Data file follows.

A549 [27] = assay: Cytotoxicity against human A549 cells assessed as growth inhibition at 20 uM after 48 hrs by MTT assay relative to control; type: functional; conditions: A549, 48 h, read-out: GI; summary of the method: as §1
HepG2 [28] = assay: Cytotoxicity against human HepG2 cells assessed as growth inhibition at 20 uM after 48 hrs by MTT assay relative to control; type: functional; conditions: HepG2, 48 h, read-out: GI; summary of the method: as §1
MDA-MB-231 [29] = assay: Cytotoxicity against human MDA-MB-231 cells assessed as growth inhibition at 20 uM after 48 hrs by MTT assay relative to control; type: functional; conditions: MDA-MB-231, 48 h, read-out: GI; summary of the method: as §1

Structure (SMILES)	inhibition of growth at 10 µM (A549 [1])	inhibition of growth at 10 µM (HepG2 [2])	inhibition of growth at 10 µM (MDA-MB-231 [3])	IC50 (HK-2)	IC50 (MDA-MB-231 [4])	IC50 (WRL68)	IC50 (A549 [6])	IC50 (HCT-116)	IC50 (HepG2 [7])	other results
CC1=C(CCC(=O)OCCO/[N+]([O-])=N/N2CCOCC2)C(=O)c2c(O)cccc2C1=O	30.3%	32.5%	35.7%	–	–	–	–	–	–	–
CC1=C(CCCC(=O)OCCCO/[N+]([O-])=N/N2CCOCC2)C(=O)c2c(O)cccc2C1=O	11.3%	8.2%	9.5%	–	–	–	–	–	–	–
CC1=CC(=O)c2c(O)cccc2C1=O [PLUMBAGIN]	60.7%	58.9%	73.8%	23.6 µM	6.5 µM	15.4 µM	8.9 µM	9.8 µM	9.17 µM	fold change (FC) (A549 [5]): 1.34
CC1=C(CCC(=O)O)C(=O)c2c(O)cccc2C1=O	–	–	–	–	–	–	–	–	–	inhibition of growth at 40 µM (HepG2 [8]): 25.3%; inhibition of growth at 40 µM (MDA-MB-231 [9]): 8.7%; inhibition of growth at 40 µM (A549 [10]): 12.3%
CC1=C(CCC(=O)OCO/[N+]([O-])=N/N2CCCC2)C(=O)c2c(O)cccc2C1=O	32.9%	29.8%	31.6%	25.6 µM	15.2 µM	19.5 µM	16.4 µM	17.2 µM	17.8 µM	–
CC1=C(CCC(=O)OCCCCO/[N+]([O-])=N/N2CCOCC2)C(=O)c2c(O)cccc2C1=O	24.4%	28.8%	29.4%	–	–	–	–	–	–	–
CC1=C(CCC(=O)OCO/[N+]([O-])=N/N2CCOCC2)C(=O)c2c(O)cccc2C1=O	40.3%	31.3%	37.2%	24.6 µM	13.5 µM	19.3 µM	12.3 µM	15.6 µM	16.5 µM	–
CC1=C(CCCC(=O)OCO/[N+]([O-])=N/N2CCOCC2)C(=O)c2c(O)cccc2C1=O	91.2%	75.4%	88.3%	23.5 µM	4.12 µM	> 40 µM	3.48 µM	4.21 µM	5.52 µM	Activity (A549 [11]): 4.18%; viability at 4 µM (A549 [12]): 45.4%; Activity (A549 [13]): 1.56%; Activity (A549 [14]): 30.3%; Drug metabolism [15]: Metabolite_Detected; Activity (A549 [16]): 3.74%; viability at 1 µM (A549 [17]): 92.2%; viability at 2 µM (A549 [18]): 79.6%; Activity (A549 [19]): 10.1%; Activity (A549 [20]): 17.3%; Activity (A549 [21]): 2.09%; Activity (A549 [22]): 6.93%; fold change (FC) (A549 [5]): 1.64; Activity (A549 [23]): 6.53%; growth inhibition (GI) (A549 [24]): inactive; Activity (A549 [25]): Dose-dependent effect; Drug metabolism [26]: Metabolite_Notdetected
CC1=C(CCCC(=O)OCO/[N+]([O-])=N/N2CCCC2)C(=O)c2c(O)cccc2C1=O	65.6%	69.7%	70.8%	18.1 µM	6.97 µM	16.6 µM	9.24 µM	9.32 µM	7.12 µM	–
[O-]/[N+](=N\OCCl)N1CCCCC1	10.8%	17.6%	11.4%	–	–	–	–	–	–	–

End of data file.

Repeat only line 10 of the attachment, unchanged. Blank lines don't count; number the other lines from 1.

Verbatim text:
CC1=C(CCC(=O)OCCCCO/[N+]([O-])=N/N2CCOCC2)C(=O)c2c(O)cccc2C1=O	24.4%	28.8%	29.4%	–	–	–	–	–	–	–